KABUL: More than 800 faces, 15 pages, one vote. Kabul voters will wrestle with newspaper-sized ballot papers on October 20, racing to find their candidate in a city under constant threat from militant attacks.
The huge number of parliamentary hopefuls vying to represent Kabul province, where around one-fifth of Afghanistan’s population lives, is the highest of anywhere in the country.
The candidates account for almost a third of the more than 2,500 people contesting long-delayed elections for Afghanistan’s lower house, or Wolesi Jirga.
Each voter can only choose one candidate, but finding them on Kabul’s giant ballot paper, which is roughly the size of a tabloid newspaper, could be time consuming.
It is hardly ideal when the risk of the Taliban or the Daesh group attacking polling centers is high.
Militants have vowed to target the ballot and those organizing it, calling the polls a “malicious American conspiracy.”
To make the process easier and faster for voters, candidates are advertising their numerical position and ballot page number — along with their often digitally enhanced photos — on campaign posters on lamp posts, billboards and blast walls around the province.
The key numbers appear alongside symbols such as palm trees, lions or spectacles, used by each candidate to enable illiterate voters to identify them.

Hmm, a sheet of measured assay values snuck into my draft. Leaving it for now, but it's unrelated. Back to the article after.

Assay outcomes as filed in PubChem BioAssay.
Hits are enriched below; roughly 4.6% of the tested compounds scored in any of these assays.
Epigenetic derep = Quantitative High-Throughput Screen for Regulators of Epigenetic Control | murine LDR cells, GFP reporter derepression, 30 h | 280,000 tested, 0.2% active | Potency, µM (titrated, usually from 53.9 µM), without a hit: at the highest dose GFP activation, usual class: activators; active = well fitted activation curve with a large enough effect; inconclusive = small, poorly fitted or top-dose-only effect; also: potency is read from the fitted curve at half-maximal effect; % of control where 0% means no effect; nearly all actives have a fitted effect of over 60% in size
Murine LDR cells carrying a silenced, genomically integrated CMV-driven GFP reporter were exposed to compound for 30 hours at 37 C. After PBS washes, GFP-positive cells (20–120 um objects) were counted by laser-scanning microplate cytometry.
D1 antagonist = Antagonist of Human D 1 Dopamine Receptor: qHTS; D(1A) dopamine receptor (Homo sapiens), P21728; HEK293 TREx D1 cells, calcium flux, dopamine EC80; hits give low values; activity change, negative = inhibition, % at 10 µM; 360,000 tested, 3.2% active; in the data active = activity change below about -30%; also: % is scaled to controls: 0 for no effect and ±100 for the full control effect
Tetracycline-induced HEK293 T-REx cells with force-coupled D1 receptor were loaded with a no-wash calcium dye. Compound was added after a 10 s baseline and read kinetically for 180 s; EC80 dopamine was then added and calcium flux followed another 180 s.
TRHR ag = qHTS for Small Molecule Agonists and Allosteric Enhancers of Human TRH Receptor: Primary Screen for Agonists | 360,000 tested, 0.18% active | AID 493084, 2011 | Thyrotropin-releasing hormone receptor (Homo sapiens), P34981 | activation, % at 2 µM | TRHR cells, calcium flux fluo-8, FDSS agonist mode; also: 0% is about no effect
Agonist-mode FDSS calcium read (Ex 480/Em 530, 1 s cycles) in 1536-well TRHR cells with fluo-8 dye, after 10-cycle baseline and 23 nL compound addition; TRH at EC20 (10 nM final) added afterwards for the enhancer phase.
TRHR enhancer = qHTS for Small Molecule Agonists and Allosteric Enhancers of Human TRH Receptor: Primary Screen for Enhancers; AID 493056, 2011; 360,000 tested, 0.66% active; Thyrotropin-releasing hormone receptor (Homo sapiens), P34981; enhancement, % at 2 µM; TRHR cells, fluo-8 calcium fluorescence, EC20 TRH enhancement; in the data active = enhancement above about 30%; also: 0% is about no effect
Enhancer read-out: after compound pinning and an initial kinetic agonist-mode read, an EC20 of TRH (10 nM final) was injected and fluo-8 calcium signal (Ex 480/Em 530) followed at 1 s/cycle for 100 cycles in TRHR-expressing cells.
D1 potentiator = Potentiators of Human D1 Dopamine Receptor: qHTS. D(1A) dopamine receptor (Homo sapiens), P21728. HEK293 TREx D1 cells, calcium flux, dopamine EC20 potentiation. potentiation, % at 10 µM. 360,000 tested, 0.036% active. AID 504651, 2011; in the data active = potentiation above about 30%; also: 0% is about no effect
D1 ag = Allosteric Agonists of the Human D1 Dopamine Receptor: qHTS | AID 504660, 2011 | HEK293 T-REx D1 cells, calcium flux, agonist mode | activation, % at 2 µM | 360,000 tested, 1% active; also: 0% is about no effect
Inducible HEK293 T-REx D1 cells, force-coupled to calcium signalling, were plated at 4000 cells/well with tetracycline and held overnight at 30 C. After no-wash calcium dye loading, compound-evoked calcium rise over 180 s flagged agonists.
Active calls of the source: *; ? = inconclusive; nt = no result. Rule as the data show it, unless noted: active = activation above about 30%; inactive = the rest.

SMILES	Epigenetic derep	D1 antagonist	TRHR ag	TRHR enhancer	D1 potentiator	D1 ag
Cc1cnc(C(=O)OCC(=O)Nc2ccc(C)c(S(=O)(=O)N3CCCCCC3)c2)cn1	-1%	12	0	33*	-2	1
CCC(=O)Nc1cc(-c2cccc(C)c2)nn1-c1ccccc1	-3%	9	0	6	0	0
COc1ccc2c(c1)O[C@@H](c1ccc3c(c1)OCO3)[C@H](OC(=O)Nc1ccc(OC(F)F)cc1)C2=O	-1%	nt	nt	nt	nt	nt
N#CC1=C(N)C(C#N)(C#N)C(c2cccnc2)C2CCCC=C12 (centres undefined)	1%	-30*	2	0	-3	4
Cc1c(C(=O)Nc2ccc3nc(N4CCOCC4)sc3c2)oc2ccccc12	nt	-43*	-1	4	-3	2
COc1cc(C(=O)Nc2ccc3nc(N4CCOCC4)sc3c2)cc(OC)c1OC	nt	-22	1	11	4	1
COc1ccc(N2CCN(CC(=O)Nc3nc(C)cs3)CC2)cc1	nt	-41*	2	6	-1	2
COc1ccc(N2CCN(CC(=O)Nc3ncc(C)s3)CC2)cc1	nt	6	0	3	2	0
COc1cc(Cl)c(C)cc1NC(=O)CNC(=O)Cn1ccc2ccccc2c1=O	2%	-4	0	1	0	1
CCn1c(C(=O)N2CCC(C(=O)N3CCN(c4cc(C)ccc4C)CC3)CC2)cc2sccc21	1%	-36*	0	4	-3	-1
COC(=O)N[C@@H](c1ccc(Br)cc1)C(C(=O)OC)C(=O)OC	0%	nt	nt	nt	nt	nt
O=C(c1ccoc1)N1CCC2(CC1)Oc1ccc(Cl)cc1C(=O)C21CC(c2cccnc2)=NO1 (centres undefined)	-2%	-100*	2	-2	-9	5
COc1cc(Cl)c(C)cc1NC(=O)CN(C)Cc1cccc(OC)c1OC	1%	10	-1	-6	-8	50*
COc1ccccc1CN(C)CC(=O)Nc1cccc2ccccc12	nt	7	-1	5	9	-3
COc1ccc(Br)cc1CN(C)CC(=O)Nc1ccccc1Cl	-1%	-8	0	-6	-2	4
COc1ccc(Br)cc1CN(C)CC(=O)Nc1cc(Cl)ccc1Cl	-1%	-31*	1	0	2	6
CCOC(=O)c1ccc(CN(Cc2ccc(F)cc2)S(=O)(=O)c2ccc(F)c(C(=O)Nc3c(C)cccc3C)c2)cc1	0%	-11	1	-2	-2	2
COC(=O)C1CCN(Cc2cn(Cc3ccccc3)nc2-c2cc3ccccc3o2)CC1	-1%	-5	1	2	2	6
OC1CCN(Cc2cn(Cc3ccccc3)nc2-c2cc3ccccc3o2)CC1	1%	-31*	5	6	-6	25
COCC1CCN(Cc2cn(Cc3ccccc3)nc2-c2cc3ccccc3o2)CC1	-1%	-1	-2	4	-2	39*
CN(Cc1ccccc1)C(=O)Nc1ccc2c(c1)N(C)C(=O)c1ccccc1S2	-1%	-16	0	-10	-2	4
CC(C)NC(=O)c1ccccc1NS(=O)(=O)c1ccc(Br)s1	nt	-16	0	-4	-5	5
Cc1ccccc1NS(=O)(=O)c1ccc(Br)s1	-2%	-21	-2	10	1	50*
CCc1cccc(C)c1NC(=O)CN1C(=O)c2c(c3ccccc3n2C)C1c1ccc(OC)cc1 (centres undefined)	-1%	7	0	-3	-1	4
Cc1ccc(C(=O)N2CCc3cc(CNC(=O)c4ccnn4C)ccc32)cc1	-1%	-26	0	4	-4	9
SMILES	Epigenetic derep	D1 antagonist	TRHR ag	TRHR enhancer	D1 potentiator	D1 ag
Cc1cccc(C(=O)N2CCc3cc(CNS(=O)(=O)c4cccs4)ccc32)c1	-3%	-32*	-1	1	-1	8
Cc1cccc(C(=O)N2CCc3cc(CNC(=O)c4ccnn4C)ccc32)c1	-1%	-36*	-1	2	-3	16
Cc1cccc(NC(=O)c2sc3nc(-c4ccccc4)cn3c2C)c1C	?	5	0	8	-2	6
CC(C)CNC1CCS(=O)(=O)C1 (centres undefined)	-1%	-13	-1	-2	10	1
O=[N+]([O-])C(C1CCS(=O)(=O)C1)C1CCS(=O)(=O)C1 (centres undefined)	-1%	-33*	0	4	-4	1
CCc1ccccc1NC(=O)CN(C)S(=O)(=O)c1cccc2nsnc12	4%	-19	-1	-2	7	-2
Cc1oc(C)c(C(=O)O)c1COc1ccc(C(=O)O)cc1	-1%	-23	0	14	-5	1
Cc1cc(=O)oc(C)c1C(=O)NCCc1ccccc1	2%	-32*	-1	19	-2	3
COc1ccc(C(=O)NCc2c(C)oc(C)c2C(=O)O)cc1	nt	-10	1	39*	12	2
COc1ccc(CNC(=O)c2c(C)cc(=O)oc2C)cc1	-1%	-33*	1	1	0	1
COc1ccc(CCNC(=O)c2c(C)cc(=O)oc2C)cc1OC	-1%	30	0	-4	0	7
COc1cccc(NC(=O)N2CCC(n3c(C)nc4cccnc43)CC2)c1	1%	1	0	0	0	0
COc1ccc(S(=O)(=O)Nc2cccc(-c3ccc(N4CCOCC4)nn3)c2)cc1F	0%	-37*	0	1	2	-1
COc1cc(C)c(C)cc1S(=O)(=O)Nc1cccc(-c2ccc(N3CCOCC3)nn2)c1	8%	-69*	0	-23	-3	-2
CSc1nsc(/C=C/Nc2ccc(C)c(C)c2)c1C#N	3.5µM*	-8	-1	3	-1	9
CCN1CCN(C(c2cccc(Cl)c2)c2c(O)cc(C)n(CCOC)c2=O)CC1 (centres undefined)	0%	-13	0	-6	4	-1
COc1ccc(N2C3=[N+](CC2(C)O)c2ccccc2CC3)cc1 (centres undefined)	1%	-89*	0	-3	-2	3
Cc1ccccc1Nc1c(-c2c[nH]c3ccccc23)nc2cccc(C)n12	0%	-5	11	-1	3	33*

With lofty promises of pushing for “change,” “justice” and even making “streets from gold, schools from diamonds and universities from emeralds,” candidates are locked in a fierce battle for the 33 seats allocated to Kabul.
More than 1.6 million votes are up for grabs — more than any other province — according to Independent Election Commission (IEC) voter registration data.
But many suspects that a significant number of those may be fake, created by fraudsters using counterfeit identification documents that could be used to stuff ballot boxes.
Biometric verification machines designed to prevent people voting more than once are scheduled to be used — but there are fears these may not arrive at polling centers in time, or fail to work.
An eleventh-hour decision to use the devices for the first time in an Afghan election has left beleaguered organizers scrambling to import and distribute them to more than 5,000 polling centers ahead of the vote.
While Afghan law does not require the use of biometric verification, votes cast without it will not be counted, IEC spokesman Sayed Hafizullah Hashimi said.
Despite the unusual size of Kabul’s ballot paper — and the potential for hundreds of thousands of votes to be cast — Hashimi said regular boxes would be used to collect ballots on election day.
“We have around six million people (in Kabul) — it is very populated,” Hashimi said.
“If the boxes fill up, we have reserve boxes.”